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(a) Pr{ 1 n=
n i 1

 

 

 

 

 

 

PROBLEMS 405

(a) Let the expected log likelihood be

 

Eθ0 lθ (Xn)

 

 

ln

n

fθ (xi ) n

fθ0 (xi )dxn,

 

=

 

 

 

 

 

 

 

 

i=1

i=1

 

and show that

Eθ0 (l(Xn)) = (h(fθ0 ) D(fθ0 ||fθ ))n.

(b) Show that the maximum over θ of the expected log likelihood is achieved by θ = θ0.

11.18Large deviations . Let X1, X2, . . . be i.i.d. random variables drawn according to the geometric distribution

Pr X

=

k

} =

pk−1(1

p),

k

=

1, 2, . . . .

{

 

 

 

 

 

Find good estimates (to first order in the exponent) of:

Xi α}.

1

n

Xi α}.

(b) Pr{X1 = k| n

i=1

(c)Evaluate parts (a) and (b) for p = 12 , α = 4.

11.19Another expression for Fisher information. Use integration by parts to show that

J (θ ) = −E 2 ln fθ (x) . ∂θ 2

11.20Stirling’s approximation. Derive a weak form of Stirling’s approximation for factorials; that is, show that

 

n

n

 

n

 

n

 

 

 

n! ≤ n

 

 

(11.327)

e

e

using the approximation of integrals by sums. Justify the following steps:

ln(n!)

=

 

+

ln(n)

2

n−1 ln x dx

+

ln n

= · · ·

 

n−1 ln(i)

 

 

 

 

 

 

 

i=2

 

 

 

 

 

 

 

 

(11.328)

406 INFORMATION THEORY AND STATISTICS

and

nn

ln(n!) = ln(i)

0

ln x dx = · · · .

(11.329)

i=1

 

 

 

n

11.21 Asymptotic value of k . Use the simple approximation of Prob-

lem 11.20 to show that if 0 ≤ p ≤ 1, and k = np (i.e., k is the largest integer less than or equal to np), then

nlim

1

log

n

= −

p log p

(1

p) log(1

p)

=

H (p).

 

→∞

n

k

 

 

 

 

 

 

 

 

 

 

 

 

 

 

 

 

 

 

(11.330) Now let pi , i = 1, . . . , m be a probability distribution on m symbols (i.e., pi ≥ 0 and i pi = 1). What is the limiting value of

1

log

 

 

 

 

 

 

 

 

 

 

n

 

 

 

 

m 1

 

 

 

 

 

 

 

 

 

 

 

 

 

 

 

 

 

 

 

 

 

 

 

npj

 

 

 

 

 

n

 

 

np1 np2 . . . npm−1 n

j =0

 

 

 

 

 

 

 

 

 

1

log

 

 

 

 

 

 

 

 

 

 

 

 

n!

 

 

 

 

 

 

 

 

 

 

 

?

 

=

 

 

 

 

 

 

 

 

 

 

 

 

 

 

 

 

 

 

 

 

 

 

 

 

n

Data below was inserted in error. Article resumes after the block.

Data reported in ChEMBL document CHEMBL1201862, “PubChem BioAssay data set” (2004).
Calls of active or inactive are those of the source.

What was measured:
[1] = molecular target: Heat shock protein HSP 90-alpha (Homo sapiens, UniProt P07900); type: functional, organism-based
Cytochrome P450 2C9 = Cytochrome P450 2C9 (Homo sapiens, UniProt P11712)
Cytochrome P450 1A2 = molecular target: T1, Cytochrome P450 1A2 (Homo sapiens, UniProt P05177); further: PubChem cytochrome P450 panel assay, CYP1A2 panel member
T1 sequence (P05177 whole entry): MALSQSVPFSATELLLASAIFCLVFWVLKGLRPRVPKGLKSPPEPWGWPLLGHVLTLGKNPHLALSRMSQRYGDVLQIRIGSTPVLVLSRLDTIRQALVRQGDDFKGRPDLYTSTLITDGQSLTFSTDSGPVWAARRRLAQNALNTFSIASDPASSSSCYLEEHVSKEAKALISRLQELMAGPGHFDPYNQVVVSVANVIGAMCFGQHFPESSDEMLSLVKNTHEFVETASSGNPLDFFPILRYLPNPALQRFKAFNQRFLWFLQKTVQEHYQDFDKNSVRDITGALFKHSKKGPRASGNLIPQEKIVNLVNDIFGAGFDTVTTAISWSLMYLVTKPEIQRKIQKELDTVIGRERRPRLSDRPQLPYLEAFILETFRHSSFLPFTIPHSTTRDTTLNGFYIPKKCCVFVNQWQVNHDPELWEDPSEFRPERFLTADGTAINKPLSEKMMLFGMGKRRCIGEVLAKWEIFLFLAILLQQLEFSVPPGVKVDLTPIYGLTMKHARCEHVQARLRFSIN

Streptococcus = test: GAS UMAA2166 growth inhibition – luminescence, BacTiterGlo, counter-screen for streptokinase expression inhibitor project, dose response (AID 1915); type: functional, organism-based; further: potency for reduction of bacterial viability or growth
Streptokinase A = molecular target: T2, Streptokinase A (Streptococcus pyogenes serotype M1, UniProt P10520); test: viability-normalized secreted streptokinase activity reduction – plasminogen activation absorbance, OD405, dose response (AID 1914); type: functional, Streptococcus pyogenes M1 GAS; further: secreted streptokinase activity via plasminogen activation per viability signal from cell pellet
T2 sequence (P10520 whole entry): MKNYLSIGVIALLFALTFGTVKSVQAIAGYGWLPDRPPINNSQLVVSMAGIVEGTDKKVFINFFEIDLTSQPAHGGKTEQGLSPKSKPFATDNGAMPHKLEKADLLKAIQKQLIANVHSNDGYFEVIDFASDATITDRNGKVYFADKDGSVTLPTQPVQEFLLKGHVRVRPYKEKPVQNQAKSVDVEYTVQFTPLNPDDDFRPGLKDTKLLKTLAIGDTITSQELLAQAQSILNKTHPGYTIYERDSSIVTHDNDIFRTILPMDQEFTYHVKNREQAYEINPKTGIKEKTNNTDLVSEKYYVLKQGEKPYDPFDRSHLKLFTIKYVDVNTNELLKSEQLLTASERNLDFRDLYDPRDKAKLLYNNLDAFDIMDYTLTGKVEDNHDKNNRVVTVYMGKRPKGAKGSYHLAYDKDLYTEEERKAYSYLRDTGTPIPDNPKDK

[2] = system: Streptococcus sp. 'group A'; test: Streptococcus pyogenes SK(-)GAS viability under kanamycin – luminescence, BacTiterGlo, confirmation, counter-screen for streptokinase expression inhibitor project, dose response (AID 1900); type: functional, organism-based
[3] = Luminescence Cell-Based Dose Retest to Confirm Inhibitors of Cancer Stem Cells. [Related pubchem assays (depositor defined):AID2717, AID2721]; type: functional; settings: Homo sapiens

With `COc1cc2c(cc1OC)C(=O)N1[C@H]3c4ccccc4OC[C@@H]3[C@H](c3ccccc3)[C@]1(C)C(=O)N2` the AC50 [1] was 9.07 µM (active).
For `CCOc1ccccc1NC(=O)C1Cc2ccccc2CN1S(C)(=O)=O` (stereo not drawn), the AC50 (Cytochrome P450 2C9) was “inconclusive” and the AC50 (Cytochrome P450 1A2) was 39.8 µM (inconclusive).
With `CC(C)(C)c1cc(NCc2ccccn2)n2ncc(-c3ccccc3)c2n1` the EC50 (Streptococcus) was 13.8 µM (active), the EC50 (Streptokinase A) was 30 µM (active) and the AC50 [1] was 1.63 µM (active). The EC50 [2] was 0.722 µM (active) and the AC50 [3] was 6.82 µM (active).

np

1

 

!

 

np

2

 

! . . .

 

np

m−1

 

! (n

m−1

 

np

 

)!

 

 

 

 

 

 

 

 

 

 

 

j

=

0

 

(11.331)

 

 

 

 

 

 

 

 

 

 

 

 

 

 

 

 

 

 

 

 

 

 

j

 

 

11.22Running difference. Let X1, X2, . . . , Xn be i.i.d. Q1(x), and

Y1, Y2, . . . , Yn be i.i.d. Q2(y). Let Xn and Y n be independent.

Find an expression for Pr{

n

Xi

 

n

i=1

 

i=1 Yi nt} good to first

order in the exponent. Again, this answer can be left in parametric

form.

 

 

 

 

 

 

 

 

11.23 Large likelihoods . Let X1, X2, . . . be

i.i.d. Q(x), x {1, 2,

. . . , m}. Let P (x) be some other probability mass function. We

form the log likelihood ratio

1 P n(X1, X2, . . . , Xn)

1

n

P (Xi )

log

 

log

 

=

 

 

n

Qn(X1, X2, . . . , Xn)

n

Q(Xi )

 

 

 

 

 

i=1

 

of the sequence Xn and ask for the probability that it exceeds a certain threshold. Specifically, find (to first order in the exponent)

Qn

1

log

P (X1, X2, . . . , Xn)

> 0 .

 

 

 

n

Q(X1, X2, . . . , Xn)

 

There may be an undetermined parameter in the answer.

PROBLEMS 407

11.24Fisher information for mixtures . Let f1(x) and f0(x) be two given probability densities. Let Z be Bernoulli(θ ), where θ is unknown. Let X f1(x) if Z = 1 and X f0(x) if Z = 0.

(a)Find the density fθ (x) of the observed X.

(b)Find the Fisher information J (θ ).

(c)What is the Cramer´ – Rao lower bound on the mean-squared error of an unbiased estimate of θ ?

(d)Can you exhibit an unbiased estimator of θ ?

11.25Bent coins . Let {Xi } be iid Q, where

Q(k)

=

Pr(Xi

=

k)

m qk (1

q)mk

for k

=

0, 1, 2, . . . , m.

 

 

 

=

 

k

 

 

 

 

 

 

 

 

 

 

 

 

 

 

 

 

 

 

Thus, the Xi ’s are iid Binomial(m, q). Show that as n → ∞,

 

 

Pr

X1

 

k

 

1

 

 

 

 

n

Xi

 

α

 

 

 

P

(k),

 

 

 

 

=

n

 

 

 

 

 

 

 

 

 

 

 

 

 

 

 

 

 

 

 

 

 

 

 

 

 

 

 

 

 

 

 

 

 

 

 

 

 

 

 

 

 

 

 

 

 

 

 

 

 

 

 

 

 

 

 

 

 

 

 

 

 

 

 

i=1

 

 

 

 

 

 

 

 

 

 

 

 

 

 

 

 

 

 

 

 

 

 

 

 

 

 

 

 

 

 

 

 

 

 

 

 

 

 

 

 

 

where P is Binomial(m, λ) (i.e., P

(k)

=

m λk (1

λ)mk for

some λ [0, 1]). Find λ.

 

 

 

 

 

 

 

 

 

 

 

 

 

k

 

 

 

 

 

 

 

 

 

 

 

 

 

 

 

 

 

 

 

 

 

 

 

11.26 Conditional limiting distribution

 

 

 

 

 

 

 

 

 

 

 

 

(a) Find the exact value of

 

 

 

 

 

 

 

 

 

 

 

 

 

 

 

 

 

 

 

 

 

 

Pr X1

 

 

1

 

 

1

 

n Xi

 

 

1